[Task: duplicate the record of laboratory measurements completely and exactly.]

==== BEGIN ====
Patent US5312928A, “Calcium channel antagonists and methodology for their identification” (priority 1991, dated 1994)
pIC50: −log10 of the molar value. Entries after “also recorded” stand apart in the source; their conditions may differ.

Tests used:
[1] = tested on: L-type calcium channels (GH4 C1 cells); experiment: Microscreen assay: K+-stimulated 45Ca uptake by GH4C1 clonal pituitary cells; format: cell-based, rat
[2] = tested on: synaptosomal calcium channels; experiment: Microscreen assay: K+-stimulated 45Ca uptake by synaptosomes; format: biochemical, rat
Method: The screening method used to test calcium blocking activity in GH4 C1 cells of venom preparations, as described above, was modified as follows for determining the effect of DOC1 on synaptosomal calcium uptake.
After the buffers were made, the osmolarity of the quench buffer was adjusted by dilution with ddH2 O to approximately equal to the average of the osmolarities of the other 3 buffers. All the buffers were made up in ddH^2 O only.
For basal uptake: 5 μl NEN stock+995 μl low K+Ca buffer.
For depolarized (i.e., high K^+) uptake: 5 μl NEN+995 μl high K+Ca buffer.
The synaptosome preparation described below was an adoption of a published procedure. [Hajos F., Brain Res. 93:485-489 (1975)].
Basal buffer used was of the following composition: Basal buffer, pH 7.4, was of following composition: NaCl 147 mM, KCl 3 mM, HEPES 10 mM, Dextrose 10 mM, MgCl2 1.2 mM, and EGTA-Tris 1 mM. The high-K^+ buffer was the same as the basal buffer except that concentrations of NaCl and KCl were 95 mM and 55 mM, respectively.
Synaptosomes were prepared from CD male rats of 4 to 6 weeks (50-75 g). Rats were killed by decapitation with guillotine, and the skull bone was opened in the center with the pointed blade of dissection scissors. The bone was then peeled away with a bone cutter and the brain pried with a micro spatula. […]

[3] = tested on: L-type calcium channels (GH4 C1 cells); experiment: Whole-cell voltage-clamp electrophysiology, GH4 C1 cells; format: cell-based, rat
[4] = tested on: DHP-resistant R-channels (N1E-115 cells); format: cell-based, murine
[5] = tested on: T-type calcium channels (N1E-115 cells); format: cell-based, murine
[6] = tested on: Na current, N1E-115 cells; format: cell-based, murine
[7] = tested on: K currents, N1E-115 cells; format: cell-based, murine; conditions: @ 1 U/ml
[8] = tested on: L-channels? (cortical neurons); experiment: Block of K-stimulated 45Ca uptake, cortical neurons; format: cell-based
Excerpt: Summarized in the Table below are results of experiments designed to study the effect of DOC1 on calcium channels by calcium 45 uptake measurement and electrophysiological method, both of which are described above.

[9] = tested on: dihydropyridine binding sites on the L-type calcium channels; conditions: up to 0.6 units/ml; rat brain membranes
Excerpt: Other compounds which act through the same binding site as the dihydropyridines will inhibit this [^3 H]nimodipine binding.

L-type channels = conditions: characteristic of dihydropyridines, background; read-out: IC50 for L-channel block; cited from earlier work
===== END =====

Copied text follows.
Patent US5312928A, “Calcium channel antagonists and methodology for their identification” (priority 1991, dated 1994)
pIC50: −log10 of the molar value. Entries after “also recorded” stand apart in the source; their conditions may differ.

Tests used:
[1] = tested on: L-type calcium channels (GH4 C1 cells); experiment: Microscreen assay: K+-stimulated 45Ca uptake by GH4C1 clonal pituitary cells; format: cell-based, rat
[2] = tested on: synaptosomal calcium channels; experiment: Microscreen assay: K+-stimulated 45Ca uptake by synaptosomes; format: biochemical, rat
Method: The screening method used to test calcium blocking activity in GH4 C1 cells of venom preparations, as described above, was modified as follows for determining the effect of DOC1 on synaptosomal calcium uptake.
After the buffers were made, the osmolarity of the quench buffer was adjusted by dilution with ddH2 O to approximately equal to the average of the osmolarities of the other 3 buffers. All the buffers were made up in ddH^2 O only.
For basal uptake: 5 μl NEN stock+995 μl low K+Ca buffer.
For depolarized (i.e., high K^+) uptake: 5 μl NEN+995 μl high K+Ca buffer.
The synaptosome preparation described below was an adoption of a published procedure. [Hajos F., Brain Res. 93:485-489 (1975)].
Basal buffer used was of the following composition: Basal buffer, pH 7.4, was of following composition: NaCl 147 mM, KCl 3 mM, HEPES 10 mM, Dextrose 10 mM, MgCl2 1.2 mM, and EGTA-Tris 1 mM. The high-K^+ buffer was the same as the basal buffer except that concentrations of NaCl and KCl were 95 mM and 55 mM, respectively.
Synaptosomes were prepared from CD male rats of 4 to 6 weeks (50-75 g). Rats were killed by decapitation with guillotine, and the skull bone was opened in the center with the pointed blade of dissection scissors. The bone was then peeled away with a bone cutter and the brain pried with a micro spatula. […]

[3] = tested on: L-type calcium channels (GH4 C1 cells); experiment: Whole-cell voltage-clamp electrophysiology, GH4 C1 cells; format: cell-based, rat
[4] = tested on: DHP-resistant R-channels (N1E-115 cells); format: cell-based, murine
[5] = tested on: T-type calcium channels (N1E-115 cells); format: cell-based, murine
[6] = tested on: Na current, N1E-115 cells; format: cell-based, murine
[7] = tested on: K currents, N1E-115 cells; format: cell-based, murine; conditions: @ 1 U/ml
[8] = tested on: L-channels? (cortical neurons); experiment: Block of K-stimulated 45Ca uptake, cortical neurons; format: cell-based
Excerpt: Summarized in the Table below are results of experiments designed to study the effect of DOC1 on calcium channels by calcium 45 uptake measurement and electrophysiological method, both of which are described above.

[9] = tested on: dihydropyridine binding sites on the L-type calcium channels; conditions: up to 0.6 units/ml; rat brain membranes
Excerpt: Other compounds which act through the same binding site as the dihydropyridines will inhibit this [^3 H]nimodipine binding.

L-type channels = conditions: characteristic of dihydropyridines, background; read-out: IC50 for L-channel block; cited from earlier work